What are you going to do for timing marks?
I am running a Cyclone as well, I am thinking about building something on the cam cover
For anyone unfamiliar the Blueflame timing marks are on the flywheel. The Cyclone don't have a provision for setting the timing
Flywheel timing mark-
Good point, Robert. I have a Cyclone as well and haven't even considered that. I'll probably look at putting a mark and pointer on the crank pulley. I don't think I could bring myself to modifying my adaptor, it's in perfect condition.
Robert, I always thought that timing mark on the flywheel was a pain, especially trying to shine a timing light on it.
I'm sure you know how to find TDC on no. 1 cylinder using a piston stop (make one out of an old spark plug). Attach some sort of pointer to your timing cover, and paint a TDC mark on your front pulley where the pointer points at TDC (on compression). Figuring degrees of advance will take a bit more calculating (using a flexible tape measure).
If you look closely at the photo below, you'll see a tab on the Wayne timing cover, with two small holes in it, above the crank.
This engine actually came with a Wayne degreed front pulley, but I used it on the GMC in the Iacono car, so I'm hoping I can find another one. For the Ike engine I made a pointer out of a small piece of sheetmetal with two slotted holes in it, for some adjustment. Sorry I don't have a photo available But hope this helps.
That is pure six cylinder engine porn. I just have to say how much I enjoy this thread and that I seem to learn something new every time I check in on it.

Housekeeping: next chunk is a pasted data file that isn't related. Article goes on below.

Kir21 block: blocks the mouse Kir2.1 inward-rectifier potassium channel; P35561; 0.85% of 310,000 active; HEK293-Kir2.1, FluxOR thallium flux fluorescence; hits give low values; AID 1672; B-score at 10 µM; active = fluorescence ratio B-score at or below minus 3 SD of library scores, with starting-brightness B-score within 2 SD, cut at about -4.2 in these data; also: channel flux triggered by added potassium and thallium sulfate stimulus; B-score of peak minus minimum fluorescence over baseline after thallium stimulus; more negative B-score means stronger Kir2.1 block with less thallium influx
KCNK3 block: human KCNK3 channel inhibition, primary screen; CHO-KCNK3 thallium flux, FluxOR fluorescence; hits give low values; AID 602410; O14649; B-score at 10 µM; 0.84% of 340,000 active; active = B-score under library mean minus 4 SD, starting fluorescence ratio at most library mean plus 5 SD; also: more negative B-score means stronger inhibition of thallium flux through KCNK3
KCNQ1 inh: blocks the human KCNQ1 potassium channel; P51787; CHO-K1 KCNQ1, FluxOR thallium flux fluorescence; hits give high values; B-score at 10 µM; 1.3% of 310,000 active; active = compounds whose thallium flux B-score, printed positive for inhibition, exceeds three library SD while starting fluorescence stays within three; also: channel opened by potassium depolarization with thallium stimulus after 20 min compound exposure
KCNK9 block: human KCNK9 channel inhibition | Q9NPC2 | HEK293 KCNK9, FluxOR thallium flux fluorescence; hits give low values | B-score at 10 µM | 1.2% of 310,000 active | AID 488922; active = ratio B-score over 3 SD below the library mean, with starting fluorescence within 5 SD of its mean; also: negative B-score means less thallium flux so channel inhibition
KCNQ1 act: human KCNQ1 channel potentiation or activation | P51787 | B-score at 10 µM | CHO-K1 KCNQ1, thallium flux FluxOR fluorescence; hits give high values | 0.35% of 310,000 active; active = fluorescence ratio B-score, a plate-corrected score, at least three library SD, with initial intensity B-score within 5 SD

Since this seems to be a prevalent problem, it seems odd that someone hasn't built a nice cast pointer. Someone like CNC-Dude ;-)
Wow, a Wayne timing cover.
I believe they are made of strange metal called unobtaineum.
First, I showed the Wayne cover mainly to show where and how they made the tab for the timing pointer, in order that you could do something similar to make and weld to a stock stamped steel timing cover. Second, as you say, "Why buy it if you can build it." I was missing the Wayne front covers for both my 12-ports, and found replacements nearly unobtainium. But Keith Young, who once owned the Ike engine, had its original timing cover. He did give me Ike's cam, water neck, and a few other pieces, but didn't want to part with the Wayne cover (he has a few 12-ports himself). So he let me borrow it, and I took it to Lee Rock Foundry in Ontario (CA) and had them sand-cast 5 duplicates directly off the original. The reproduction quality is amazing. There's a slight amount of shrinkage, but it's minimal. So is the cost, relatively speaking. I did needed machining myself. Sold three to more than recover costs, and kept the two I needed, which I had polished.
I've had other small parts made this way, such as Cyclone 1bbl-to-2bbl carb adapters. You can also modify existing parts with Bondo before sand casting. Or you can make your own "pattern" out of metal, wood, Bondo, etc. Look into it. Take you own advice.